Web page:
Claim to "not log" is not the same as "not monitor connections". First is saving traces, second is analyzing activity when it happens, that does not necessary generates logs. However, while not totally clear, I understand they claim to not monitor too: NordVPN does not monitor, store or record logs for any VPN user. They do not monitor logs (since ...


6

I see two possible uses for this even with logging disabled: A user violates some other part of the ToS, for example by paying for their account using a stolen credit card. An operator of a website which is targeted by a user's illegal activities contacts the VPN provider, and the VPN provider sees that the connection to that website is still open so it ...


6

I recommend you to log user id and IP each time someone authenticate. That way, if a user post something, you know where it came from. Having a log like that is also useful for other purposes, like notifying the user in case you identify multiple IPs are connected at the same time, block consecutive attempts, etc. But for your specific example, I think you ...


6

Figuring out if any device has been hacked is an extremely complex subject. In most cases, unless you know precisely what to look for or have weird side-effects of the hack, you may never notice it. Duct tape on camera lens will most definitely prevent anyone from seeing you. You'd obviously need to cover both cameras on a mobile phone. Other than that, ...


5

I would get two USB sticks. The first would have the capability to be set as read-only at the hardware level with password protection, and the second would be either a normal stick or a PIN-enabled stick (but these tend to self-destruct if the wrong PIN is entered a few times, so beware...). Install your operating system on to the first stick, and configure ...


4

This would be my plan of action: Lock down the BIOS by adding a BIOS password to the setup. I would not add a startup password to allow users to use the computer without my supervision. Disable automatic booting from USB, CD and network. Force boot from USB/CD and install Linux with an encrypted home folder and encrypted swap on the hard disk. If possible, ...


4

Privacy and confidentiality are different things... A Zip file, even encrypted, is still there, and onlookers may observe not only the archive presence, name and size, but also the individual names and sizes of files within the archive, because these are not encrypted. Traditional Zip encryption is weak and can be broken within a few minutes, regardless of ...


4

Given that you're attempting to defend against a Google "all-seeing-eye" attack, (and not the NSA), this is a good start. I've added a couple suggestions below. Your search engine activity will be trackable through the generation of unique links. Consider using a privacy-oriented search engine, like DuckDuckGo. You have their word they aren't trying to ...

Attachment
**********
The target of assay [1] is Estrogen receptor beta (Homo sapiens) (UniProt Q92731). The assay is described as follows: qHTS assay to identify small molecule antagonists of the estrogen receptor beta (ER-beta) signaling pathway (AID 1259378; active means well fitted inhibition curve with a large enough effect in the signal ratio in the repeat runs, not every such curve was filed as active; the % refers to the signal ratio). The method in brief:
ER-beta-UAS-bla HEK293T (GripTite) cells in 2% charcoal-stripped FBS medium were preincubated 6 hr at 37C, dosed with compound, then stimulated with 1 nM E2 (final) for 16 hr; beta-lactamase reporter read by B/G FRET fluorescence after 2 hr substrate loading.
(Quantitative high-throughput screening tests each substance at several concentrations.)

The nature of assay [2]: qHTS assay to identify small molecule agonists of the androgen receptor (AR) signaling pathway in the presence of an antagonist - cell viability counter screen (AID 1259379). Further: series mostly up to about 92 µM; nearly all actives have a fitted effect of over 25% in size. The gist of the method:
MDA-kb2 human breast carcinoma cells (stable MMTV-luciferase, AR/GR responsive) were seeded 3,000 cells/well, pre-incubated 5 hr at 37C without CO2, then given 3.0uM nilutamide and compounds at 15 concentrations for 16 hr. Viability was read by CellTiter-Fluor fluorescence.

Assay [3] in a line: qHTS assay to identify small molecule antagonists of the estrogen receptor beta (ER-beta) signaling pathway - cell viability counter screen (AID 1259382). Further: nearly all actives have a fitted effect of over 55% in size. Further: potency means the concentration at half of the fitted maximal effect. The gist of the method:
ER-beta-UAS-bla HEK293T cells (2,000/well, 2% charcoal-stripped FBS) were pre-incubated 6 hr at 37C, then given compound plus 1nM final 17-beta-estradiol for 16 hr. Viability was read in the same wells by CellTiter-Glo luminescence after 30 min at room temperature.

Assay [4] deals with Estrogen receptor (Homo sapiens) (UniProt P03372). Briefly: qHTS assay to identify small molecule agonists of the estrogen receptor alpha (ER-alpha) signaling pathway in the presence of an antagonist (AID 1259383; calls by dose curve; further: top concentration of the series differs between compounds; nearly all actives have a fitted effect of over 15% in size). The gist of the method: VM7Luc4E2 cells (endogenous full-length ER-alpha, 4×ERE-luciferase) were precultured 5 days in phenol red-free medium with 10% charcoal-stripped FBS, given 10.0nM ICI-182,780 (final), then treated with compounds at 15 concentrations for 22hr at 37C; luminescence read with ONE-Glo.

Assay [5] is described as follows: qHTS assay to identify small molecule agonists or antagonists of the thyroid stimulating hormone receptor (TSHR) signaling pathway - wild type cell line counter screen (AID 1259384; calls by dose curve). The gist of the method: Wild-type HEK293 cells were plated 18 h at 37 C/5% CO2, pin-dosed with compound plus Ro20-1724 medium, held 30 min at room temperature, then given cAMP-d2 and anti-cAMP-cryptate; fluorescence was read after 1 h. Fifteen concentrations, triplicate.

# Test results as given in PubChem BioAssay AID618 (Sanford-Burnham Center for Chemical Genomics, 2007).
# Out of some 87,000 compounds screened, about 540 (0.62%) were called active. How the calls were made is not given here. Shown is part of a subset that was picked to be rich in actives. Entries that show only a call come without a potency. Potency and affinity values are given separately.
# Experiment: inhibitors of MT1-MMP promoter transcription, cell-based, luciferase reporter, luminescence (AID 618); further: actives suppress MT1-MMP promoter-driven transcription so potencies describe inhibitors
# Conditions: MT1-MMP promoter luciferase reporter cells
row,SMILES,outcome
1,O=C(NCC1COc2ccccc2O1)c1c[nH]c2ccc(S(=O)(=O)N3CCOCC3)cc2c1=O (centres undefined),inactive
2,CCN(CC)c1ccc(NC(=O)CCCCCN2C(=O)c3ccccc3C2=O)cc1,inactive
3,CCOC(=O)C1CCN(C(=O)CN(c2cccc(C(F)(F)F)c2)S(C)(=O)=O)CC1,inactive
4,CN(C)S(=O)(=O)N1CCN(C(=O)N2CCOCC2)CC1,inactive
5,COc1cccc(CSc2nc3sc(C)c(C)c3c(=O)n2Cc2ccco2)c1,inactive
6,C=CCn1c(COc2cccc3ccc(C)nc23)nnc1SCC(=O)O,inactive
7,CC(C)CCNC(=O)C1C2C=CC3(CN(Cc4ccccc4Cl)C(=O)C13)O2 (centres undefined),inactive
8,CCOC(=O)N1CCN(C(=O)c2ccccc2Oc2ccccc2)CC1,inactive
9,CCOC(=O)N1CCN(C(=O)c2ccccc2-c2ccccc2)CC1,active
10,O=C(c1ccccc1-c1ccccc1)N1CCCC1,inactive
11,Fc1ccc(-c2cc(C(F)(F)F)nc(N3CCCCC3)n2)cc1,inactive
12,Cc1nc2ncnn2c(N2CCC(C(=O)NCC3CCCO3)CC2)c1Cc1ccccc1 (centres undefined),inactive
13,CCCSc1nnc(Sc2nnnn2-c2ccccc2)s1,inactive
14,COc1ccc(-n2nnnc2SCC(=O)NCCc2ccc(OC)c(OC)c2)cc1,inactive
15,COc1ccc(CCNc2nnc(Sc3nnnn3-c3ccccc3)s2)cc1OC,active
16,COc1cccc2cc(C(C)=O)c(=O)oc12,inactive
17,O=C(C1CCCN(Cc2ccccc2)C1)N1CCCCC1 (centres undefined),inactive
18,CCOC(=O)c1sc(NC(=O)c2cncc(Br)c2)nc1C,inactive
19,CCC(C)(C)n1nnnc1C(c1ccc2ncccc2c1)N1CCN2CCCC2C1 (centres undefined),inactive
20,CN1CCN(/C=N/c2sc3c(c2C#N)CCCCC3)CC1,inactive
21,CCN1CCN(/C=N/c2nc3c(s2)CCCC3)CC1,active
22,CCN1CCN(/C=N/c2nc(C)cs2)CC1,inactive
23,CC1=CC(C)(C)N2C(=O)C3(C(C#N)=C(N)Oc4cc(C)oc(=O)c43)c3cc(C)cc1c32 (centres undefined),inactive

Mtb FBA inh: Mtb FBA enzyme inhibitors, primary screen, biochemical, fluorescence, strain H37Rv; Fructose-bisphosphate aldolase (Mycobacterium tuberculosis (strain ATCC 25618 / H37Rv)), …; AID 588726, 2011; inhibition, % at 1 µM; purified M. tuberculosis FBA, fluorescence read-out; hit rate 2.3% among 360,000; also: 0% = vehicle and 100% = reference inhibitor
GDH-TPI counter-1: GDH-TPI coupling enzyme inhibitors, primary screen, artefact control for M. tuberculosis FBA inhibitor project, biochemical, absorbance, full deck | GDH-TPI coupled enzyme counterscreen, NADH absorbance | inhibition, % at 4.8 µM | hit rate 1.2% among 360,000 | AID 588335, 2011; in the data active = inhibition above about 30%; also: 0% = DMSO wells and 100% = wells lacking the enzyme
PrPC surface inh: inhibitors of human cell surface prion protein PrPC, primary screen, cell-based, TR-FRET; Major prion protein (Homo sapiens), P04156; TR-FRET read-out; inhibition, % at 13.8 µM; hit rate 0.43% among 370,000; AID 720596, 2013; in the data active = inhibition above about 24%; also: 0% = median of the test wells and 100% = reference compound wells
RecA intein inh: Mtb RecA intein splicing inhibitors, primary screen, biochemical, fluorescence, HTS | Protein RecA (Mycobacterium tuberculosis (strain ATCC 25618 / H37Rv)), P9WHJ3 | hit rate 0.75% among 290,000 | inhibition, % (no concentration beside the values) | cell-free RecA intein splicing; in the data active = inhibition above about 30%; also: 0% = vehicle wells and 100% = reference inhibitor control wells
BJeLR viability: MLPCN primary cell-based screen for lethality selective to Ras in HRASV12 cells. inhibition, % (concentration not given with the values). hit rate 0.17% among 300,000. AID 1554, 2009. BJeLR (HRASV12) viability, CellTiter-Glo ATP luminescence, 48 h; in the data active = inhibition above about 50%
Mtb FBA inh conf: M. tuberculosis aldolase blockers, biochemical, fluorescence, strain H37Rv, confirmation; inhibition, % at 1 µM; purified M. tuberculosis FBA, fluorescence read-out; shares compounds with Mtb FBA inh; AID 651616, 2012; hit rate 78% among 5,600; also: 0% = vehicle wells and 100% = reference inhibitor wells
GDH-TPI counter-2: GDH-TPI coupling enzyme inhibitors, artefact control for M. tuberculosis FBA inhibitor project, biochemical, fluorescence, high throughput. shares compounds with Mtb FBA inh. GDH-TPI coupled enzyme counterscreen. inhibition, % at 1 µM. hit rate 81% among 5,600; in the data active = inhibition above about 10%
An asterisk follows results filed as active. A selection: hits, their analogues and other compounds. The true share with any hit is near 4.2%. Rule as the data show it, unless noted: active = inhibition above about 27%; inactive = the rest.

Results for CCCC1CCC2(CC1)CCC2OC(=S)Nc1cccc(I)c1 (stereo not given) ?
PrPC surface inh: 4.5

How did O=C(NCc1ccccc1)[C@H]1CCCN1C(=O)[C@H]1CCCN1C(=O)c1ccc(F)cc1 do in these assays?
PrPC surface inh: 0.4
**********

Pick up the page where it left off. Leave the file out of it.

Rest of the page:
4

I want to begin my answer by saying I work in IT Audit / Security and this answer derives from my profession. I assume that it's a good idea to supply the users of a system (or employees) with policies and agreements regarding information security. This is not only a good idea but essential to protecting your workplace. The benefits for implementing a ...


3

does rotating proxy increase the difficulty to find your real IP? No. Your "real IP" is either disclosed in some way, or it is not. If it is not, it does not matter how many proxies you pass through. Multiple proxies may make more difficult to track your activity, i.e. establish that actions A and B were both performed by the same entity (for that, see ...


3

Also, I forgot to mention. If you want to set a BIOS password, and depending on how much hassle you want to go through, you could invest in a case that has a lock for the side. While that wouldn't entirely prevent intrusion, it would prevent people from tampering with it if they didn't want to be detected. That way they can't just remove the CMOS or access ...


3

Other folks had some great ideas. I didn't read down to determine whether or not this was already mentioned, so I apologize if it has been. I know you mentioned you cannot physically lock the door to your room, but how about working solely off of an external hard drive, encrypting it, and locking that up elsewhere, in a lockbox or safe or something like that?...


3

I did some admin-work in the past in a company where past admins didn't leave many notes. But there was hardware that was vital, connected to the networks, and not trustworthy. From that experience I can tell you that the old saying is right: if you have physical access and are determined, game over is only a question of time investment. You can make it ...


3

I see lots of people mentioning that physical access is game over. While this is true given a well resourced attacker, there is a defence against less well resourced ones: Qubes OS and antievilmaid. https://www.qubes-os.org/ Qubes is essentially Xen running Fedora VMs (you can have other VMs, including Debian and Windows). antievilmaid is a program which ...


3

I encountered the following ages ago from somebody who was excessively paranoid: Full disk encryption where /boot was on removable media and the master password had to be entered from a grid display so that the keystrokes that corresponded to the letters of the master password changed every time the computer booted. My personal recommendation involved here ...